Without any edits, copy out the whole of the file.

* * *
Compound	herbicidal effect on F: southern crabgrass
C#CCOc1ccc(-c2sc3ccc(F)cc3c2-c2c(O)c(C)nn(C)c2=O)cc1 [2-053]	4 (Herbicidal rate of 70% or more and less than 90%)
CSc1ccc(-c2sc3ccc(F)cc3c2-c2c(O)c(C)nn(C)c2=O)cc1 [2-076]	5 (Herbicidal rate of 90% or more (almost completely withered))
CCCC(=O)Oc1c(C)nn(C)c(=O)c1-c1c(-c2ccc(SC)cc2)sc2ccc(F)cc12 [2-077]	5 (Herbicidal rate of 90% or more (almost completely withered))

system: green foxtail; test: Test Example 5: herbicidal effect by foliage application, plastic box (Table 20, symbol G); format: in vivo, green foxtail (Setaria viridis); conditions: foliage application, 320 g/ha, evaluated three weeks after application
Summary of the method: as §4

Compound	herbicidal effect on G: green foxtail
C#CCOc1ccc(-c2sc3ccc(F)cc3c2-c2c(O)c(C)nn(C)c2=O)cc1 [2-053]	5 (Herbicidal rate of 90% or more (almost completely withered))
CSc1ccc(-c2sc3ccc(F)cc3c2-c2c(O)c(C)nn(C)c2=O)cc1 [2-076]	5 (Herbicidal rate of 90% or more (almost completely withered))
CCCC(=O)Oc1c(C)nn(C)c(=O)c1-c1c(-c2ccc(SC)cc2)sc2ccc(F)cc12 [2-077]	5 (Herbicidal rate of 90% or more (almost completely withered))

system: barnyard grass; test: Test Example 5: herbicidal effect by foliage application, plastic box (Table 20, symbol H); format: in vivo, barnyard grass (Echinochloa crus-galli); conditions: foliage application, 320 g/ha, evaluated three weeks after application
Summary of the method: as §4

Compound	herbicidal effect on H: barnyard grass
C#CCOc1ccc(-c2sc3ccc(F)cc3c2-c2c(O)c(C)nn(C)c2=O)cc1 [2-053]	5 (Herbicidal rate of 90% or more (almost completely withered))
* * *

Compound	herbicidal effect on F: southern crabgrass
C#CCOc1ccc(-c2sc3ccc(F)cc3c2-c2c(O)c(C)nn(C)c2=O)cc1 [2-053]	4 (Herbicidal rate of 70% or more and less than 90%)
CSc1ccc(-c2sc3ccc(F)cc3c2-c2c(O)c(C)nn(C)c2=O)cc1 [2-076]	5 (Herbicidal rate of 90% or more (almost completely withered))
CCCC(=O)Oc1c(C)nn(C)c(=O)c1-c1c(-c2ccc(SC)cc2)sc2ccc(F)cc12 [2-077]	5 (Herbicidal rate of 90% or more (almost completely withered))

system: green foxtail; test: Test Example 5: herbicidal effect by foliage application, plastic box (Table 20, symbol G); format: in vivo, green foxtail (Setaria viridis); conditions: foliage application, 320 g/ha, evaluated three weeks after application
Summary of the method: as §4

Compound	herbicidal effect on G: green foxtail
C#CCOc1ccc(-c2sc3ccc(F)cc3c2-c2c(O)c(C)nn(C)c2=O)cc1 [2-053]	5 (Herbicidal rate of 90% or more (almost completely withered))
CSc1ccc(-c2sc3ccc(F)cc3c2-c2c(O)c(C)nn(C)c2=O)cc1 [2-076]	5 (Herbicidal rate of 90% or more (almost completely withered))
CCCC(=O)Oc1c(C)nn(C)c(=O)c1-c1c(-c2ccc(SC)cc2)sc2ccc(F)cc12 [2-077]	5 (Herbicidal rate of 90% or more (almost completely withered))

system: barnyard grass; test: Test Example 5: herbicidal effect by foliage application, plastic box (Table 20, symbol H); format: in vivo, barnyard grass (Echinochloa crus-galli); conditions: foliage application, 320 g/ha, evaluated three weeks after application
Summary of the method: as §4

Compound	herbicidal effect on H: barnyard grass
C#CCOc1ccc(-c2sc3ccc(F)cc3c2-c2c(O)c(C)nn(C)c2=O)cc1 [2-053]	5 (Herbicidal rate of 90% or more (almost completely withered))